PhD thesis: High-power laser initiation into detonation of secondary explosives


Research Field

Shock physics and detonics


In order to improve the safety of energetic systems, both in the civil and military domains, detonators containing only secondary explosives have been developed. Some of them are based on optical initiation, to further improve the safety by being immune to electromagnetic environments. These detonators present excellent priming power but are usually slower than their counterparts based on primary explosives. An alternative solution for faster optical initiation would be to use short-pulse high-power lasers. The plasma created by light-matter interaction can indeed generate a shock wave that will propagate inside the target material. It would be interesting to investigate whether this shock can be strong enough for inducing shock to detonation transition in the secondary explosive.


The objective of this PhD is to study the interaction between a high-power pulsed laser beam and a secondary explosive with/without additional elements, in order to generate a shock wave that will allow the transition into detonation of the energetic material. The PhD student will:
• Define the best secondary explosive/additional interaction material for effective light-matter interaction at high laser power.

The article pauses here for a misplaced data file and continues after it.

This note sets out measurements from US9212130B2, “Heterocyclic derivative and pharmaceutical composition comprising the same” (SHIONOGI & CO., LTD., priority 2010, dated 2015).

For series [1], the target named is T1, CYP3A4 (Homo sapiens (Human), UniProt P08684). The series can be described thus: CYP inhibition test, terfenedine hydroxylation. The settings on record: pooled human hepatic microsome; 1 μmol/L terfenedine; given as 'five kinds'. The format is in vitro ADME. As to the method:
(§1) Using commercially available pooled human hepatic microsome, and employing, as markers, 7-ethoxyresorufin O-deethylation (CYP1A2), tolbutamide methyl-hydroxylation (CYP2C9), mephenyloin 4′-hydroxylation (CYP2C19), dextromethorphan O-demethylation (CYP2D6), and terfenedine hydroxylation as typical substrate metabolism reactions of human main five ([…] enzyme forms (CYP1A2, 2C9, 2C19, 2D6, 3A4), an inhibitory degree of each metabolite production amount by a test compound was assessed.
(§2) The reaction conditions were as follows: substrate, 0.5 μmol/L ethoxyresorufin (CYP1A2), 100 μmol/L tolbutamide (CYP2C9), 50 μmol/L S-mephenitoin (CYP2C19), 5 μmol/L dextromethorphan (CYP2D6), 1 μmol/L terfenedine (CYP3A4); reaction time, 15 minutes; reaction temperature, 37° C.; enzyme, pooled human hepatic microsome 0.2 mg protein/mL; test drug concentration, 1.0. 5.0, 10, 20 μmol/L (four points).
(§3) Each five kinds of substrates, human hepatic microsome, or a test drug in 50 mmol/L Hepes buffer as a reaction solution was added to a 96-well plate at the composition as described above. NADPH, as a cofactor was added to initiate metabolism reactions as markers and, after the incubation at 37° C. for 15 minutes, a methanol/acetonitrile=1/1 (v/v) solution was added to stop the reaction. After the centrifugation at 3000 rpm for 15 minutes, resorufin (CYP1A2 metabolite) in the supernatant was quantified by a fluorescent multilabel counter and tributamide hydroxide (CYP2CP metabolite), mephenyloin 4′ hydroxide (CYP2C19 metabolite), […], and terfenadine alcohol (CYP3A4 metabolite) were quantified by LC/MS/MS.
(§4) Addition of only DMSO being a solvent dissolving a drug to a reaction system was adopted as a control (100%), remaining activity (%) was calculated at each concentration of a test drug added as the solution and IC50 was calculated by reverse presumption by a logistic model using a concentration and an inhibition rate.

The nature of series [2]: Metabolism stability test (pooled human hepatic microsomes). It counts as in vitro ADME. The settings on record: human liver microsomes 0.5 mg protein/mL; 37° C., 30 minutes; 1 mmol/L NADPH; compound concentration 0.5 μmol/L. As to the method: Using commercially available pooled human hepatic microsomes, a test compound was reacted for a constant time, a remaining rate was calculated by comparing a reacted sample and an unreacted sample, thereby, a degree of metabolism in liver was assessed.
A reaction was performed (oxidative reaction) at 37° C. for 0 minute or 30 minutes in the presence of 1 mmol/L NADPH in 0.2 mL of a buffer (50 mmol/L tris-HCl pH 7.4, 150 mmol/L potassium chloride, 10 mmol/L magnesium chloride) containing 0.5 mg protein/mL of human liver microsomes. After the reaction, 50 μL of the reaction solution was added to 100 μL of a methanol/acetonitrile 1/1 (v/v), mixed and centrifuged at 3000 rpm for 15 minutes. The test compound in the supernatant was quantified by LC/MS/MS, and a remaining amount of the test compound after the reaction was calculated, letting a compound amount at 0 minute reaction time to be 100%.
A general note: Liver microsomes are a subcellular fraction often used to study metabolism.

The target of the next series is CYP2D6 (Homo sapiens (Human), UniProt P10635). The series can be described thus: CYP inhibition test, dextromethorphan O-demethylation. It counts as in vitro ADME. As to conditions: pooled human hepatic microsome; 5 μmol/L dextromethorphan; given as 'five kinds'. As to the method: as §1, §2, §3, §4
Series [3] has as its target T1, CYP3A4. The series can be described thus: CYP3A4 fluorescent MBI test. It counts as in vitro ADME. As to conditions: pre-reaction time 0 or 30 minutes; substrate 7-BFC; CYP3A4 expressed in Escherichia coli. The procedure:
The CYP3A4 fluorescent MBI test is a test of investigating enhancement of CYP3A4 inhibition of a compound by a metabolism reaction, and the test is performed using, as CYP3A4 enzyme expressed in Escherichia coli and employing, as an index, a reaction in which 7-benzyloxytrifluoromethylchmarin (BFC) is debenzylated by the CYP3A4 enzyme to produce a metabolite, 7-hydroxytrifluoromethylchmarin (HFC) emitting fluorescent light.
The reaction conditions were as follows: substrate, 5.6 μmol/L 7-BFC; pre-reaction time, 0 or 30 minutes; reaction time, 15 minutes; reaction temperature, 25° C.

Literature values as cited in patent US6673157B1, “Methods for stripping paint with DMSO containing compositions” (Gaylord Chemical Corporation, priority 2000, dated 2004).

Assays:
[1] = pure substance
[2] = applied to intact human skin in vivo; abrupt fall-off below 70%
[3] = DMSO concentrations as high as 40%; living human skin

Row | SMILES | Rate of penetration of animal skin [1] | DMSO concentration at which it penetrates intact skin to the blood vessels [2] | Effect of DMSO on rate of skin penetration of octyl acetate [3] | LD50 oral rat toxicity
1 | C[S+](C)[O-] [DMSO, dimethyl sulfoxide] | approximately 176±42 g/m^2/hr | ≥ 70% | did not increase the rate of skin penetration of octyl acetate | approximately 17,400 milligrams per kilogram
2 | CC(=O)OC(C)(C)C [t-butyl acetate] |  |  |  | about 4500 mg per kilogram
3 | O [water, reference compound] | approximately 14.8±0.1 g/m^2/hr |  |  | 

• Characterize the shock generated in the energetic material when hit by a strong laser beam (first characterizations would be done on a mock explosive with same mechanical properties).
• Design an optimized system for inducing shock to detonation transition using numerical simulation tools.
• Perform a first proof-of-concept of a fast and safe all-secondary optical detonator.
• Publish research results at national and international conferences and journals.


This PhD work will be conducted in collaboration between the Shock Physics and Detonics (PCD) group of ISL and the Lasers, Plasmas et Procédés Photoniques (LP3) laboratory of the Aix-Marseille University. The PCD group has a strong background in energetics systems, among which opto-pyrotechnical detonators that have been transferred to the industry for military and civil applications. The LP3 laboratory furthermore brings its expertise on laser-matter interaction, laser-generated shock waves and their characterization. A shared funding between ISL and DGA is envisioned. Interested candidates (EU nationality is a requirement) are encouraged to apply for this position enclosing a detailed CV and a motivation letter.

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